FIG. 6 comprises an illustrative schematic as configured in accordance with various embodiments of the invention;

FIG. 7 comprises an illustrative screen shot as configured in accordance with various embodiments of the invention;

FIG. 8 comprises an illustrative screen shot as configured in accordance with various embodiments of the invention;

FIG. 9 comprises an illustrative screen shot as configured in accordance with various embodiments of the invention;

FIG. 10 comprises an illustrative schematic as configured in accordance with various embodiments of the invention;

FIG. 11 comprises an illustrative schematic as configured in accordance with various embodiments of the invention;

FIG. 12 comprises an illustrative screen shot as configured in accordance with various embodiments of the invention; and

FIG. 13 comprises a block diagram as configured in accordance with various embodiments of the invention.

Skilled artisans will appreciate that elements in the figures are illustrated for simplicity and clarity and have not necessarily been drawn to scale. For example, the dimensions and/or relative positioning of some of the elements in the figures may be exaggerated relative to other elements to help to improve understanding of various embodiments of the present invention. Also, common but well-understood elements that are useful or necessary in a commercially feasible embodiment are often not depicted in order to facilitate a less obstructed view of these various embodiments of the present invention. It will further be appreciated that certain actions and/or steps may be described or depicted in a particular order of occurrence while those skilled in the art will understand that such specificity with respect to sequence is not actually required. It will also be understood that the terms and expressions used herein have the ordinary meaning as is accorded to such terms and expressions with respect to their corresponding respective areas of inquiry and study except where specific meanings have otherwise been set forth herein.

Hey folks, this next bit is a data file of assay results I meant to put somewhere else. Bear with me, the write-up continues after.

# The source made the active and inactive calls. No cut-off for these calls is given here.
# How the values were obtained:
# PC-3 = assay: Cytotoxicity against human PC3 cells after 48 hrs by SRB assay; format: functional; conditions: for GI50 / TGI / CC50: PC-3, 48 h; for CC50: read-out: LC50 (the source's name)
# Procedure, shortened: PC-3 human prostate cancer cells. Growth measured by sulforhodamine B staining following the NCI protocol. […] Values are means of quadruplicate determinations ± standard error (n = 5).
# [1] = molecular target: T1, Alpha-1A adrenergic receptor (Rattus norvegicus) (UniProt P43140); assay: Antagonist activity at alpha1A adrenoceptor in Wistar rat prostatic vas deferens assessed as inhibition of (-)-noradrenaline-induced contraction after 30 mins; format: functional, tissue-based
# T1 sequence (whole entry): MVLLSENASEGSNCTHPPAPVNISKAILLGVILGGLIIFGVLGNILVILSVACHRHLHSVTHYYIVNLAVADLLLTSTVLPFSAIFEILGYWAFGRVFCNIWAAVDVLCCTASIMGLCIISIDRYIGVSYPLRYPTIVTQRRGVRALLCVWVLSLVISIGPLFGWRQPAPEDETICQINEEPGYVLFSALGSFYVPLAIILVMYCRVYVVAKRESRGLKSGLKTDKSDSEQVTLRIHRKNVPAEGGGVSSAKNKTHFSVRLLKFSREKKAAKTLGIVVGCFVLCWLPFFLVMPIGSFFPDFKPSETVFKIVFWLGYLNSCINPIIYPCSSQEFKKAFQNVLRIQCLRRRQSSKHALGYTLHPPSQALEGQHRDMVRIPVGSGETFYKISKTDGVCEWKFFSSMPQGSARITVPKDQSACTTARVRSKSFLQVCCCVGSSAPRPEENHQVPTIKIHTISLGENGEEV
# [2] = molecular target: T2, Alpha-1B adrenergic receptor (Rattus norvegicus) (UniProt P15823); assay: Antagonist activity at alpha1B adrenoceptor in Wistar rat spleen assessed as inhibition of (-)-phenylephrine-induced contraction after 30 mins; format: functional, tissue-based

DETAILED DESCRIPTION